What Can Cause Facial Paralysis?

Facial Paralysis Phoenix, AZ

Facial paralysis can result from a range of causes. It is important to identify the cause as soon as possible to allow for the most effective and efficient treatment. Of course, it is also important not to self-diagnose but to instead visit a professional. However, understanding the common causes can help you have a better understanding of facial paralysis in general. 

The common causes of facial paralysis

Several of the most notable causes of facial paralysis include Bell’s palsy, medical procedures, facial trauma, Moebius syndrome, viruses, and tumors. There are many other causes as well, so visiting a professional anytime facial paralysis develops is strongly recommended. 

Bell’s palsy

Bell’s palsy is the most common cause of facial paralysis. Bell’s palsy leads to one side of the face becoming numb and feeling paralyzed. This condition often resolves itself without any medical intervention within six months. However, for more severe cases, therapy or medication may be necessary to resolve the concern. There are many causes of Bell’s palsy, ranging from an infection to a reaction from pregnancy. 

Medical procedures

Some medical procedures and medications can lead to facial paralysis. Most notably, some medical procedures such as facelifts can contribute to or cause facial paralysis. Other procedures that could potentially lead to facial paralysis include mastoid surgery, skull block surgery, and certain dental procedures. Generally, facial paralysis that results from a medical procedure is caused by nerve damage and can be temporary or permanent.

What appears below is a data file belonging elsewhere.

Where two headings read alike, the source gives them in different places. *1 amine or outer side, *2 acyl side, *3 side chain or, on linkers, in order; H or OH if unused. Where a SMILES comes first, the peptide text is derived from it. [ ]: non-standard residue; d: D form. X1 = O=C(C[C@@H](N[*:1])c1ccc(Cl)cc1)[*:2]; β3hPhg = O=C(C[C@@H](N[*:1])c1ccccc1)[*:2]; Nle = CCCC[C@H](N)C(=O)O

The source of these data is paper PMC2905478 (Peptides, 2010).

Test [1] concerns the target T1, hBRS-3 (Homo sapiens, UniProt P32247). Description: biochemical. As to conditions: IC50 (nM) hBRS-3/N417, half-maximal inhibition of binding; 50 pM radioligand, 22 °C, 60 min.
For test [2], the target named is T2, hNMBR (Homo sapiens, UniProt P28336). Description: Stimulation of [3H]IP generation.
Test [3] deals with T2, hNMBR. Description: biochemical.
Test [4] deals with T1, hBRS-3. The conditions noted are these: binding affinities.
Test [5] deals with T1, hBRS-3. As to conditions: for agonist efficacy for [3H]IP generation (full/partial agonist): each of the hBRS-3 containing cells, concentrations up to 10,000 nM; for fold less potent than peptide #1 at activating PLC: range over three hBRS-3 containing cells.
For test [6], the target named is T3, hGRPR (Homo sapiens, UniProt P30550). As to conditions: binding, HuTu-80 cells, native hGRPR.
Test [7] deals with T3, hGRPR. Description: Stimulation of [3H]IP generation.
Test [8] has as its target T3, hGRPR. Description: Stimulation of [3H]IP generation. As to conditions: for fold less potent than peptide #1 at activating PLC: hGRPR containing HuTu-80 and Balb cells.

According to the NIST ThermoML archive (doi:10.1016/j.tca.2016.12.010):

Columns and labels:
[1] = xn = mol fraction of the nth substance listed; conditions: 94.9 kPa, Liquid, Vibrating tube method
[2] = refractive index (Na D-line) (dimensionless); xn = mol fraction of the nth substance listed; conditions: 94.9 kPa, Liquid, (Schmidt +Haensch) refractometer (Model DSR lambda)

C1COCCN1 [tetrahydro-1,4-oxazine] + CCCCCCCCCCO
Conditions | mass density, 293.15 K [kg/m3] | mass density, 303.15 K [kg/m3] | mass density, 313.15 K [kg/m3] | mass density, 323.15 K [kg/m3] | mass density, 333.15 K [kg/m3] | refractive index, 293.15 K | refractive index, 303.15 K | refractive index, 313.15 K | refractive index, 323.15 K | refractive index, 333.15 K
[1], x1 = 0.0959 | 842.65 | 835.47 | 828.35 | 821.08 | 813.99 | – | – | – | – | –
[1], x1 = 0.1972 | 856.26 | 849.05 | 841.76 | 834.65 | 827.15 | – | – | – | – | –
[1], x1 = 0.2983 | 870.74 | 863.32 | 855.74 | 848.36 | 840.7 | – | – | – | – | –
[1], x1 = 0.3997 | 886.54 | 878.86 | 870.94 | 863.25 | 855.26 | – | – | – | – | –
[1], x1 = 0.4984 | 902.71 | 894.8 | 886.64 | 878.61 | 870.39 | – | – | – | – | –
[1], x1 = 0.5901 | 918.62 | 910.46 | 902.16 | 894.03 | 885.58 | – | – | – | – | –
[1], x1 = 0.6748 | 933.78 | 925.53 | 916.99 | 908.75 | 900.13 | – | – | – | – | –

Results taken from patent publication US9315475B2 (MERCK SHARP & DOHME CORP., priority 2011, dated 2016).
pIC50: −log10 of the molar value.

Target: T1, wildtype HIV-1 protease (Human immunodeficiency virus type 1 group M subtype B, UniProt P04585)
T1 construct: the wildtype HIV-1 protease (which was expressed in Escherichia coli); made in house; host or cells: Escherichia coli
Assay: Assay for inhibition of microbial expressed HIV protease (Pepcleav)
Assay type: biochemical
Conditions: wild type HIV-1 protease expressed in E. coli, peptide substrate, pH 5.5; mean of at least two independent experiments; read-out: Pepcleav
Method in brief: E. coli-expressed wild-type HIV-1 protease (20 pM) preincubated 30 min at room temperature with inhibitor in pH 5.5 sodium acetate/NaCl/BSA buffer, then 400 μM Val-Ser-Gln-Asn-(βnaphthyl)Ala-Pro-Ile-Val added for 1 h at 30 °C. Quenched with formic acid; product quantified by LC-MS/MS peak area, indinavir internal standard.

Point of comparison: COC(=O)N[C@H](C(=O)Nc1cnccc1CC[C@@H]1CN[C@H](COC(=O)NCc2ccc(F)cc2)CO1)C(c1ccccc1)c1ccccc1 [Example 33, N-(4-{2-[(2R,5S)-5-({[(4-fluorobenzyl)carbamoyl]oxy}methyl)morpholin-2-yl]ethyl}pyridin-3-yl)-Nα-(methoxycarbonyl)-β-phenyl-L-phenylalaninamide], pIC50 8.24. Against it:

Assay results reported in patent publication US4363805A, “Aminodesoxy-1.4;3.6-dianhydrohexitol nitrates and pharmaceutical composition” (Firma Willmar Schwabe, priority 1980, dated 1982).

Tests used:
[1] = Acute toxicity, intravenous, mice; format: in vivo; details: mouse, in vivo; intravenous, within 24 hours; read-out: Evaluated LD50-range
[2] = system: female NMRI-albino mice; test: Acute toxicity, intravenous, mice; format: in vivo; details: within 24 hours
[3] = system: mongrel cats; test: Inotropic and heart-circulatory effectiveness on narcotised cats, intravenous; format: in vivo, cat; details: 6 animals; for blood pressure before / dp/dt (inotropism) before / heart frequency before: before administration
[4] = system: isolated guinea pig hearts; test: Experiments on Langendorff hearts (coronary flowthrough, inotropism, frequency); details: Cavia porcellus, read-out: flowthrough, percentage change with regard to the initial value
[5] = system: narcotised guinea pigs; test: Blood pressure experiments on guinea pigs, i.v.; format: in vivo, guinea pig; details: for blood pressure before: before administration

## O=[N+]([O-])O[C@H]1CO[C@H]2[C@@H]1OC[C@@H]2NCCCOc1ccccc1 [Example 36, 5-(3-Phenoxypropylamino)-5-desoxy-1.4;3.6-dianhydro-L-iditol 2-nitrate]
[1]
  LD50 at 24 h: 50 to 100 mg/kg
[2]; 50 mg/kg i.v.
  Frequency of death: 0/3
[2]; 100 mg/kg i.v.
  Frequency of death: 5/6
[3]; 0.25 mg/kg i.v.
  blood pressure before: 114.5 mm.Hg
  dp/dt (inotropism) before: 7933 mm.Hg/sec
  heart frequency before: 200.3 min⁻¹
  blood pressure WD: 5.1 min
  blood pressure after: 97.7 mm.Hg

Facial trauma

Facial trauma can lead to facial paralysis as well. Specifically, any trauma that damages or fractures the temporal bone can lead to facial paralysis. Trauma could be the result of a blow to the face, a physical altercation, a nasty fall, etc. 

Congenital facial palsy

Congenital facial palsy refers to facial paralysis that occurs at birth. Although somewhat rare, some may be born with a condition that causes facial paralysis. Of course, this is not the cause for anyone who has recently developed facial paralysis. 

Moebius syndrome

Moebius syndrome is an example of a condition that causes facial paralysis at birth. It is relatively rare and affects the facial nerves that control eye movement. In some cases, Moebius syndrome can affect the ability to speak, chew, and swallow. 

Viruses

There are certain viruses that can cause temporary facial paralysis, such as mononucleosis, ear infections, and AIDS. This issue typically resolves itself on its own as the patient recovers from the virus within six months. 

Tumors

There are certain tumor types that can cause facial paralysis. It can be either temporary or a more prolonged form of the condition, which would result in aggressive treatment form a neurosurgeon. 

Learn more about the causes of and treatment for facial paralysis

Facial paralysis is not only a concerning symptom in itself, but it could be a sign of a serious underlying condition as well. If you experience facial paralysis, then we encourage you to reach out to our team to schedule a visit. We understand how stressful this symptom can seem, and we are here to help you get the diagnosis and care you need.

Request an appointment here: https://arizonaneurosurgeon.com or call Randall Porter, M.D. at (602) 603-8951 for an appointment in our Phoenix office.

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